The Middlesex team had nine people over the age of 40, and seven people under the age of 40, with an aggregate age of 686 years and an average age of 42.88 years. That includes one junior. For Essex, I was able to ascertain approximate ages for 14 of the 16 players. Of those 14, only four were under the age of 40, with the other ten over the age of 40. The aggregate age for those 14 Essex players was 701 years, with an average age of 50.07 years. Of the six decisive games where the age of the players was known, the younger player triumphed four times and the older player triumphed twice. Overall, Essex was the greyer team, and lost the match 9.5-6.5. Combined stats for both teams: 11 under 40; and 19 over 40 (36.7% vs 63.3%). If the two Essex players on boards 12 and 16 are over 40, then the stats are: 11 (34.4%) vs 21 (65.6%). So the estimated figure of 80% doesn't seem quite right. But only two juniors and an aggregate age over 30 players of 1387 years and an average of 46.23 years does seem to indicate that a preponderance of players aged over 40 is an accurate assessment, even if not as much as estimated, and not "with a lot to spare" (unless you were over-estimating people's ages).

EDIT1: I'm sure something could be done with modes and medians as well.

EDIT2: Forgot to add that for proper comparison, someone could do an analysis of the approximate ages of players at the 4NCL. For those with FIDE rating cards with birth years, this is all public data. Anecdotally, I would agree with Jonathan that you see more players in their 20s at the 4NCL, and more juniors as well, but some hard data to back that up would be good (and I have no idea what the percentages would be). I'm sure someone can do something to extract age data from the FIDE rating IDs without needing laborious manual look-ups for each and every player... (and for good measure, do the same for the county Open competition, though I don't think FIDE IDs are recorded as the competition is not FIDE-rated). Not all will have FIDE ratings in these competitions, but most do (in the 1st and 2nd 4NCL divisions anyway), and not all FIDE rating cards have birth years (though not 100% sure of this). Maybe those running FIDE-rated congresses (such as e2e4 events) could do age-related analyses as well?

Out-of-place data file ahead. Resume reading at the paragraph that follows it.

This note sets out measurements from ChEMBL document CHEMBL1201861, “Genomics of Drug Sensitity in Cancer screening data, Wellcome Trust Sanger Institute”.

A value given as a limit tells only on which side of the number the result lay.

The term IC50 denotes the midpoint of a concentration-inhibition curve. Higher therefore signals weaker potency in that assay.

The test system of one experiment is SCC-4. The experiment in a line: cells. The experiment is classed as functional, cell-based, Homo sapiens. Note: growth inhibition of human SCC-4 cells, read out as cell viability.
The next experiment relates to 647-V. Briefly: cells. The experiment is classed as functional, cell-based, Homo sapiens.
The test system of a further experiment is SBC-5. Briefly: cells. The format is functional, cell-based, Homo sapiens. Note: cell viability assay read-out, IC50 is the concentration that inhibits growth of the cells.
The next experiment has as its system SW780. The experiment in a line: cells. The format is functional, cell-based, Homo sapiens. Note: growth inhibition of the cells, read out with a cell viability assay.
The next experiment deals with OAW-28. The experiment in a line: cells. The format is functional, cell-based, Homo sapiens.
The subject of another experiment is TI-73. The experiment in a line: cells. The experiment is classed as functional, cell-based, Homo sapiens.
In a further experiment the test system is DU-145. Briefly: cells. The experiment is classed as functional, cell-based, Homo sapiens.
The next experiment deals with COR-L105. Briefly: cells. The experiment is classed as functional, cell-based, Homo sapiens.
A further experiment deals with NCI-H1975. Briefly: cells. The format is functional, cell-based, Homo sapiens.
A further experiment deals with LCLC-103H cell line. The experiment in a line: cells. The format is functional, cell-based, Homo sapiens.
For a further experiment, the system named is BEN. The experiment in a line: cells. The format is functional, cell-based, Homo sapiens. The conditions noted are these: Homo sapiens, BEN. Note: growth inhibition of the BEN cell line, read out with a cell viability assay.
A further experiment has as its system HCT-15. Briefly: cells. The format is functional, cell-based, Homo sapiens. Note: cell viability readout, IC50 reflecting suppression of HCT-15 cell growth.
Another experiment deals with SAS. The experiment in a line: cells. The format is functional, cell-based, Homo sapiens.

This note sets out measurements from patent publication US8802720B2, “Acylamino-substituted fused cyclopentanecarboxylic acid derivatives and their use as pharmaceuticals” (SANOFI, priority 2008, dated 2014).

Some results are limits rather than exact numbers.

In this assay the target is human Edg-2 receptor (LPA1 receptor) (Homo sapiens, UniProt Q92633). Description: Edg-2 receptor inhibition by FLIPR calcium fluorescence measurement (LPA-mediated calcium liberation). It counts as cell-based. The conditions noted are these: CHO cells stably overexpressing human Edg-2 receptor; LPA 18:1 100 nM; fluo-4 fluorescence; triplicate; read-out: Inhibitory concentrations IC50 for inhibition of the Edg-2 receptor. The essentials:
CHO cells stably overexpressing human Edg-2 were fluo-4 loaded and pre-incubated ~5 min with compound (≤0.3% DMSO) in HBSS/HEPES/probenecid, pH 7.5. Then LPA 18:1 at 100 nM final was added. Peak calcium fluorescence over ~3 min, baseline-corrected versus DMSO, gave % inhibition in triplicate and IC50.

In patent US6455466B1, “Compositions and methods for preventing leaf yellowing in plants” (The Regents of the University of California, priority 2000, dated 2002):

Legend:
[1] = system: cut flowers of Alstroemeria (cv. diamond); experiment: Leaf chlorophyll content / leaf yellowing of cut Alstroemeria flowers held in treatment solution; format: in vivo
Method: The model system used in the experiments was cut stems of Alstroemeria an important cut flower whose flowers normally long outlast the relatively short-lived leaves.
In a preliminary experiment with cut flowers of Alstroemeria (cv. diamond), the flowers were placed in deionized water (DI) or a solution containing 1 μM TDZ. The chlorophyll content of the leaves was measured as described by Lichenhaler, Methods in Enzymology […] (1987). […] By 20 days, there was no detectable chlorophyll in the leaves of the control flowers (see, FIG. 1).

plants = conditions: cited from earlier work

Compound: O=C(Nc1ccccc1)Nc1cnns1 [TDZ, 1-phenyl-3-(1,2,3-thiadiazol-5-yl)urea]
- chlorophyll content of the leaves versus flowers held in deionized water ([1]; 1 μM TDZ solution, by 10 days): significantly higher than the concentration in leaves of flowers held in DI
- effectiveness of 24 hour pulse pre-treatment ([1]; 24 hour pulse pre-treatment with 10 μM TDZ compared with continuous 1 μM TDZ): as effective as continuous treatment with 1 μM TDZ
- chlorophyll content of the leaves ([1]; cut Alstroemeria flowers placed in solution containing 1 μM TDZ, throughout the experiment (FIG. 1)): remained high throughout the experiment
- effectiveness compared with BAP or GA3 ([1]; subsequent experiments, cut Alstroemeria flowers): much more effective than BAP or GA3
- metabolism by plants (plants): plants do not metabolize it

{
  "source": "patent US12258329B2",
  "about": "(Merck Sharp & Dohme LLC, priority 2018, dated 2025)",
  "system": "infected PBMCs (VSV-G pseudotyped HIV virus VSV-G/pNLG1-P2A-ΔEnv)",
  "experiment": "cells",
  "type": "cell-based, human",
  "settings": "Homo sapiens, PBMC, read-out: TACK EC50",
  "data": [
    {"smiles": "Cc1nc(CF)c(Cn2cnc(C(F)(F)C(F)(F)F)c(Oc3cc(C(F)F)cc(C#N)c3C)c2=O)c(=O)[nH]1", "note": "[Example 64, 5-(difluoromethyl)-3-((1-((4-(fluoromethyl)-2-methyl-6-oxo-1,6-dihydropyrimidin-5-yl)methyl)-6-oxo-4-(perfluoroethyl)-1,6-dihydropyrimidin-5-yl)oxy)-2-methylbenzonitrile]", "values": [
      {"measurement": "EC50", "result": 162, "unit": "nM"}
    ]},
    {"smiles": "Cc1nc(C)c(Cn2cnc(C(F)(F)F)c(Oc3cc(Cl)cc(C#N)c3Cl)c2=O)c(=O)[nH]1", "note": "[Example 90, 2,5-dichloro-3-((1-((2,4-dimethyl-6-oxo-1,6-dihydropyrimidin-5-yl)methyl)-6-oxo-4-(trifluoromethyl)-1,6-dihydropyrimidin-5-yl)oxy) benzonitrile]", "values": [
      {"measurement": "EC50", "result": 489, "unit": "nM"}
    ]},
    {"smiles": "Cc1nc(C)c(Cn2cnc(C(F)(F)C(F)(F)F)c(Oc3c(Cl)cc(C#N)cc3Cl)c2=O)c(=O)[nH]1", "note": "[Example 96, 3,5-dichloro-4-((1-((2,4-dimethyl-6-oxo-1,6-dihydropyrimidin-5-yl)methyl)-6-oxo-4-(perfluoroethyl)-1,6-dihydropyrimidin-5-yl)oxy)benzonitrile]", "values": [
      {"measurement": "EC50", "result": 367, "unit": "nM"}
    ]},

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Re: county chess = chess for dinosaurs?

Post by Jonathan Rogers » Mon Mar 04, 2013 3:02 pm

Thanks for these responses. As ever Chris corrects me, but my general point still stands; and by "a lot to spare" I did of course mean to refer to a lot of players very much older then 40. Flicking through Chris' ages, and adding the observation that Essex's board 12 and 16 are both very likely to be over 50, we can see that just under half the field were over 50. Had Colin Crouch played, as intended, for Middlesex (instead of the 49 year old reserve), the figure of 50% at 50 or above would have been reached.

To repeat, this is the Open section. Middlesex are defending national champions, and Essex have won it twice since this new millenium. Some of these players compete in the first division of 4NCL and the vast majority would be strong enough for the second division. But I don't doubt for a second that the age profile (both mean and median) is considerably lower in 4NCL.

So, why?